Post by tuttle » Thu Aug 09, 2018 11:53 am

Del wrote:
Thu Aug 09, 2018 11:21 am
tuttle wrote:
Thu Aug 09, 2018 9:36 am
You hit closer to my point in the second half of your response. I was sloppy in conveying what was on my mind. I wasn't necessarily trying to slam the Roman Catholic Church for executing people, but rather looking at a time when the Catholic church approved of the death penalty. I have a hard time rectifying the claim that the DP is inadmissible now and is not in contradiction with the Church's teachings then.
Some Christian ethical rules are absolute.

But most ethical solutions depend on the facts of the situation.

For example, War is always a terrible thing. But sometimes the situation demands War as the just and ethical response of a nation for the protection of its people. Thus we have a "Just War" theology.

So Francis is saying that capital punishment, while terrible, can still be just under some circumstances..... but we don't find ourselves under those circumstances in this age.

Our fear (in this age of abortion and assisted suicide) is that secular governments might find it convenient to reduce their imprisoned populations by a more enthusiastic application of the death penalty. Such spectacle might even be televised, for the edification of the masses. And the ratings are good.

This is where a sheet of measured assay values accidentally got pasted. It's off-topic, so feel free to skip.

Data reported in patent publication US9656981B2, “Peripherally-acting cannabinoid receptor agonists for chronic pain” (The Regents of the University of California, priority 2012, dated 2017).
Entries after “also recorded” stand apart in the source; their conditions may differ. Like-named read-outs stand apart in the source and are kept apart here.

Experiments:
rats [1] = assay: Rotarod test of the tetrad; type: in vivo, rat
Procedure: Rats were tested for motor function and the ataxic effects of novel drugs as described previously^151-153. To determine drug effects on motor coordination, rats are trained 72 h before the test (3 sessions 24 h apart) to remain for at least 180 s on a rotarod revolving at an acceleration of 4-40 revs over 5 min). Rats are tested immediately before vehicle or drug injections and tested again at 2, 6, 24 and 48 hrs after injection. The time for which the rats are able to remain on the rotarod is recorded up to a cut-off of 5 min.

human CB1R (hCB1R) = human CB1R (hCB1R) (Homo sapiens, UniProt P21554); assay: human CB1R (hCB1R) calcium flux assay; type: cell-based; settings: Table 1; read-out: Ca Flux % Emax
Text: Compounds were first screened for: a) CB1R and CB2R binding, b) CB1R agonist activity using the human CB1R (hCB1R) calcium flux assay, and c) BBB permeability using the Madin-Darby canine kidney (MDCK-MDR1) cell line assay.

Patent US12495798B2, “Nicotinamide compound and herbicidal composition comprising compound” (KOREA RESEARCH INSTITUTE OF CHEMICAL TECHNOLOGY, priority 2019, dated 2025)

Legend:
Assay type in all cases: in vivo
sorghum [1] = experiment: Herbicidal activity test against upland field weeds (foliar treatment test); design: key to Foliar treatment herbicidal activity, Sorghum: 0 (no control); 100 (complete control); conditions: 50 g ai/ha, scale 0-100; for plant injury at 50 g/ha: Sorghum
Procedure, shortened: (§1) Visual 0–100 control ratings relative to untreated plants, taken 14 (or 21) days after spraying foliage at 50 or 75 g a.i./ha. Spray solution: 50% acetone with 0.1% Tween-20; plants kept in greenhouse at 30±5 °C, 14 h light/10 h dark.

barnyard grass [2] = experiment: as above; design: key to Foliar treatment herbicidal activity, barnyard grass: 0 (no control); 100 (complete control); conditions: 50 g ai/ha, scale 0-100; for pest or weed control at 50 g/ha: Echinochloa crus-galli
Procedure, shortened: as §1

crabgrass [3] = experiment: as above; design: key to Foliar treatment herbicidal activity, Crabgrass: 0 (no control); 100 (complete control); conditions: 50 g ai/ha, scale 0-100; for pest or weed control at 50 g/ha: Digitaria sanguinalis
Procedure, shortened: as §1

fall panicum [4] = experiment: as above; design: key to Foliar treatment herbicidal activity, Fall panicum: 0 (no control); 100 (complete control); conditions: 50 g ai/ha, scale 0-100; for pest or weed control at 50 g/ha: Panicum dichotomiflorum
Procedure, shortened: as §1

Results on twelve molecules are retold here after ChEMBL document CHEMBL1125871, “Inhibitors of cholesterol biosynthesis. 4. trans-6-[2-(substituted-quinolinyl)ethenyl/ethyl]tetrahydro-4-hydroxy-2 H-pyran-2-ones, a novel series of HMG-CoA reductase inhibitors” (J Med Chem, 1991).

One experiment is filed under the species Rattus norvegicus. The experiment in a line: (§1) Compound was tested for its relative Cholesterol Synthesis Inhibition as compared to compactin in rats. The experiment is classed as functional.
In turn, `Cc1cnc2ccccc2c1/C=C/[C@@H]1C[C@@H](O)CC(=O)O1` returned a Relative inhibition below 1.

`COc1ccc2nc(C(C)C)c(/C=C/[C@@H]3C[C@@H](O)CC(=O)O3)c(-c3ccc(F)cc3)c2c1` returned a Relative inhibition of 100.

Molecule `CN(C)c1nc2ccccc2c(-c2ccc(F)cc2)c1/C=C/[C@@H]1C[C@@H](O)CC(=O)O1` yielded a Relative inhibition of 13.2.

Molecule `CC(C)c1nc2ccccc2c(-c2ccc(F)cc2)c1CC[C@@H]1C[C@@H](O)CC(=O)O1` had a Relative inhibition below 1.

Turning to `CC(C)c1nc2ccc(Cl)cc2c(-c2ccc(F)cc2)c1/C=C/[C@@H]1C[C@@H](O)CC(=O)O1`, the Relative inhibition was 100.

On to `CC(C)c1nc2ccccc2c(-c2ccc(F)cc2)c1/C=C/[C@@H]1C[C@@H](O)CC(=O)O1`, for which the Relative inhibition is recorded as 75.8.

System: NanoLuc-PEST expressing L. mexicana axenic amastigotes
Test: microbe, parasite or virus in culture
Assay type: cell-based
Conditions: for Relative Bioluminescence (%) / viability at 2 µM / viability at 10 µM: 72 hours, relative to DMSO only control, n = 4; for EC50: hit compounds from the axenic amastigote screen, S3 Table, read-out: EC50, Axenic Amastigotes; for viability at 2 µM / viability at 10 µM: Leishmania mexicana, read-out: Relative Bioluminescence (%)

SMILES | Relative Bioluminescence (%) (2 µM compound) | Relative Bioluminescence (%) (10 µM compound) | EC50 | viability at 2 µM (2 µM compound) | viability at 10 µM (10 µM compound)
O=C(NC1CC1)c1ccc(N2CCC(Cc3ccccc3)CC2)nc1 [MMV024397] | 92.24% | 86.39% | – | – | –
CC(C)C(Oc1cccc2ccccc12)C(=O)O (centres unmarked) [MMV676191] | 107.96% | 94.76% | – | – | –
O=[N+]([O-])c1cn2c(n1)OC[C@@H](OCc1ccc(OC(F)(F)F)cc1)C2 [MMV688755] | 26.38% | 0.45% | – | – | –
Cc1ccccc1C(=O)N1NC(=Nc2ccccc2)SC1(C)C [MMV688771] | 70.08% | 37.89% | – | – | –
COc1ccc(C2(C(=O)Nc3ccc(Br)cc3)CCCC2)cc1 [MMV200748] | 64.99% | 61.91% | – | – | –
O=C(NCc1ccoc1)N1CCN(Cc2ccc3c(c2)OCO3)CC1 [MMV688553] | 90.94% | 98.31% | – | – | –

Don't take my questioning as being opposed to what you've put forward, or being unable to understand it, I'm not necessarily unsympathetic to the aims, I'm more concerned about the means. I still haven't heard a convincing argument that tells me how the Pope's decision jives with the Church's teaching in the past, especially how it jives with Paul's admission that the State has the God given authority to wield the sword against evildoers. To say the DP is inadmissible and that such a statement isn't conflicting with the teachings of the past seem out of step to me and so much like modern liberal reasoning that it gives me bewildered pause.
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Re: I'm Starting to Like This Pope

Post by tuttle » Thu Aug 09, 2018 11:57 am

wosbald wrote:
Thu Aug 09, 2018 11:41 am
+JMJ+
Del wrote:
Thu Aug 09, 2018 11:21 am
Some Christian ethical rules are absolute.

But most ethical solutions depend on the facts of the situation.

For example, War is always a terrible thing. But sometimes the situation demands War as the just and ethical response of a nation for the protection of its people. Thus we have a "Just War" theology.

So Francis is saying that capital punishment, while terrible, can still be just under some circumstances..... but we don't find ourselves under those circumstances in this age.

[…]
So … you're saying that Gospel sometimes "admits" State Execution? And sometimes not?

That the "light of the Gospel" — that which the Gospel admits into the Kingdom and that which is "inadmissible" through its Bronze Doors — is relative to the needs of the Age?

Methinks sustaining that reading will be bad bombin'.

Image
Is the authority granted to the State/Kings/Rulers to wield the sword against evildoers a) the gospel b) to be used for the advancement of the kingdom?

I'd answer "no" to both of those, and point to the Scriptures for my evidence, especially as it was given as a warning/admonition to believers to submit to and pray for the authorities.
"Do mo betta." -FredS

"Better to die cheerfully with the aid of a little tobacco, than to live disagreeably and remorseful without." -CS Lewis